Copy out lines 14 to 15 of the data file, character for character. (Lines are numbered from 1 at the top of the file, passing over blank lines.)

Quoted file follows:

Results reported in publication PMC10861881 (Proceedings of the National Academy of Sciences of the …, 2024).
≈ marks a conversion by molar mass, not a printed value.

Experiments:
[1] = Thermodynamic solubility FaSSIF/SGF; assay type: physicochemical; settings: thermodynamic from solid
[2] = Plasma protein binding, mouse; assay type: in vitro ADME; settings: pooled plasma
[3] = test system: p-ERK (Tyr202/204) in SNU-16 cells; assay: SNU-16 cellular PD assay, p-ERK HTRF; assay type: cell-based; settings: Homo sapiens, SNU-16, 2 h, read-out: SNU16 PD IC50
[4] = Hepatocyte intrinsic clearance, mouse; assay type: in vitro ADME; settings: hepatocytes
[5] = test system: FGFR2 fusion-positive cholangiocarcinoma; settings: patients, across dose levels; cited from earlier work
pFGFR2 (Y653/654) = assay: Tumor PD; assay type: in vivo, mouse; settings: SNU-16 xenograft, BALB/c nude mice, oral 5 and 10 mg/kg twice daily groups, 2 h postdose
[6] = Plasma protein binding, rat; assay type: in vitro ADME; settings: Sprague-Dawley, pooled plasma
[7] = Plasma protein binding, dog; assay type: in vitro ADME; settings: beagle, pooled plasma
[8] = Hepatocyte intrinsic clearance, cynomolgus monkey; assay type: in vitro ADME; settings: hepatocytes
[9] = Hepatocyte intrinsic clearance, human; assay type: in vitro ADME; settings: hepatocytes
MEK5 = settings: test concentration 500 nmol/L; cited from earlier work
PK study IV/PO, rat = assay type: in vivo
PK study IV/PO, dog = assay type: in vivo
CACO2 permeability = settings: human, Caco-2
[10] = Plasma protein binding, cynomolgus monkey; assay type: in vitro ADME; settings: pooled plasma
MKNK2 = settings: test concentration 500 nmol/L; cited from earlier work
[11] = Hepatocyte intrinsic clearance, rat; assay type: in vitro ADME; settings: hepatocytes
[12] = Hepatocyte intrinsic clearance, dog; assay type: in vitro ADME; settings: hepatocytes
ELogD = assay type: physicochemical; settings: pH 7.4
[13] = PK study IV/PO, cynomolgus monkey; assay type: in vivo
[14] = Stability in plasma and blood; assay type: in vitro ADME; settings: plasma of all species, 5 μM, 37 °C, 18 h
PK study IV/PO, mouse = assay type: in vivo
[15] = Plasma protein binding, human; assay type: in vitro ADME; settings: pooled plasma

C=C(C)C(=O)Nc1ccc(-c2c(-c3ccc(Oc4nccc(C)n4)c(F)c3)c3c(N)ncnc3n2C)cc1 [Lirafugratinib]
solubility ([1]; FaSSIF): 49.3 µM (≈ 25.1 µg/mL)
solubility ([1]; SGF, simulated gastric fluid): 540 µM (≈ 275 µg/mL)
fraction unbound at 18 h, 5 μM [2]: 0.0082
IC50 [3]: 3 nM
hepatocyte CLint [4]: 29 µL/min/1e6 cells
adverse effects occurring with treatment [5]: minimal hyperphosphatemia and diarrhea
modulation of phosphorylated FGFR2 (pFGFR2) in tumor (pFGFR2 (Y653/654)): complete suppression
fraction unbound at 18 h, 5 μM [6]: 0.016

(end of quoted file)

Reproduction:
MEK5 = settings: test concentration 500 nmol/L; cited from earlier work
PK study IV/PO, rat = assay type: in vivo